Originally posted March 11, 2009
My 7-year-old daughter became interested in karate through a short introductory course, which was promoted as a fundraiser for her school. She was hooked, so hooked that she quit dance and gymnastics to join.
I had the twins with me when I registered my daughter and they were screaming to get out of their stroller. So I didn’t pay much attention when one of the owners explained the six-month contract and the automatic deductions.
I just signed the papers.
A six-month commitment was probably a good idea anyway. It would force her to stick with it long enough to know whether karate was really her thing.
And it is.
She loves it.
But now we must quit.
It’s a matter of principle.
It’s a scam.
For the past several months, the folks at the karate school have lured her deeper and deeper with tips on her belt, new belts, more tips, more belts and lots and lots of games. She has anxiety issues and she loves the fact that the instructors simply take control.
They tell her what to do and she does it.
They tell her not to cry and she doesn’t.
They tell her to be respectful and she is.
But two weeks ago, she received a letter. The letter informs me that she is nearing her testing for lime belt and that’s time to make a greater commitment. My daughter may continue only if I sign a three-year contract, agree to let some outside company continue to withdraw funds from my account, pay double the tuition I’m paying now and give 90 days notice for cancellation.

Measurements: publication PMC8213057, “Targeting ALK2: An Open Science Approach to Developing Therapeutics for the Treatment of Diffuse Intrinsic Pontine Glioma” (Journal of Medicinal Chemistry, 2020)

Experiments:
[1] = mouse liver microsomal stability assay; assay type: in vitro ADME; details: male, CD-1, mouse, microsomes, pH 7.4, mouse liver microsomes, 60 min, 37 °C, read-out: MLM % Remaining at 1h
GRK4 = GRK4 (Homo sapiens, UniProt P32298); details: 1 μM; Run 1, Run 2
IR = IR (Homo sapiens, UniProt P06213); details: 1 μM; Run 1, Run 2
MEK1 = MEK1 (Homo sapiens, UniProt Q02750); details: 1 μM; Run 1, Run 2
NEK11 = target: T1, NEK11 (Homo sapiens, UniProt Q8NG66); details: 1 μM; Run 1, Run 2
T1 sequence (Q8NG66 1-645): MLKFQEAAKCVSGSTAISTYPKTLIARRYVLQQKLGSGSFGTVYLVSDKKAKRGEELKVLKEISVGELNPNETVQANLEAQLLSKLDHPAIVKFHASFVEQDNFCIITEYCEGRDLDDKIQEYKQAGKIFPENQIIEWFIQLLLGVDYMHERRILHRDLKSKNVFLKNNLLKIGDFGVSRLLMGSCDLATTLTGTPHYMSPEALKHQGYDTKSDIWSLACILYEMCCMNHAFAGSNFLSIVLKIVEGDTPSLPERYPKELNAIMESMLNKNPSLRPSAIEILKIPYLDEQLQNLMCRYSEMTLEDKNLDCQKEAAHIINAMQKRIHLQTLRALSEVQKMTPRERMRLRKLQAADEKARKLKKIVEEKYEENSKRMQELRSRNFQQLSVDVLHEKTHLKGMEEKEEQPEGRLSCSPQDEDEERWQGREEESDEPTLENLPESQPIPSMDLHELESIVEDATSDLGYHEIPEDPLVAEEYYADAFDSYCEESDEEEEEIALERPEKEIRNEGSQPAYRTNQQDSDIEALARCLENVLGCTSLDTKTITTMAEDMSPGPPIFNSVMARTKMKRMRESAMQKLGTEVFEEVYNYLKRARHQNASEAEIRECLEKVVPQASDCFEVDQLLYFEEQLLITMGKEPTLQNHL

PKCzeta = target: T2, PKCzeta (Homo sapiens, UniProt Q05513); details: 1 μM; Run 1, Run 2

I’m not stupid.
This is about money.
This is about hoping that, if my daughter stops going, I won’t get around to cancelling for a month or two, and then I will still have to pay for another 90 days. This is about using outside companies who have can easily send those who oppose this system to collections, possibly ruining their credit.
This is not about karate.
One of my daughter’s best friends joined about the same time. Her mother, a single mom, recently lost her job. Two months remained in her six-month contract. She tried talking to the owners. They offered to let another family member fill the slot (She has no siblings), but they refused to cancel her automatic deductions.
I have left two messages, asking to talk about the 3-year contract. They have not called back.
Since then, I have learned from others that they will not call back and they will not budge if I approach then face-to-face (which I will do this week). Fortunately, my daughter is very bright. I explained the situation and she understood.
She’s going back to gymnastics, where I pay tuition every eight weeks by check.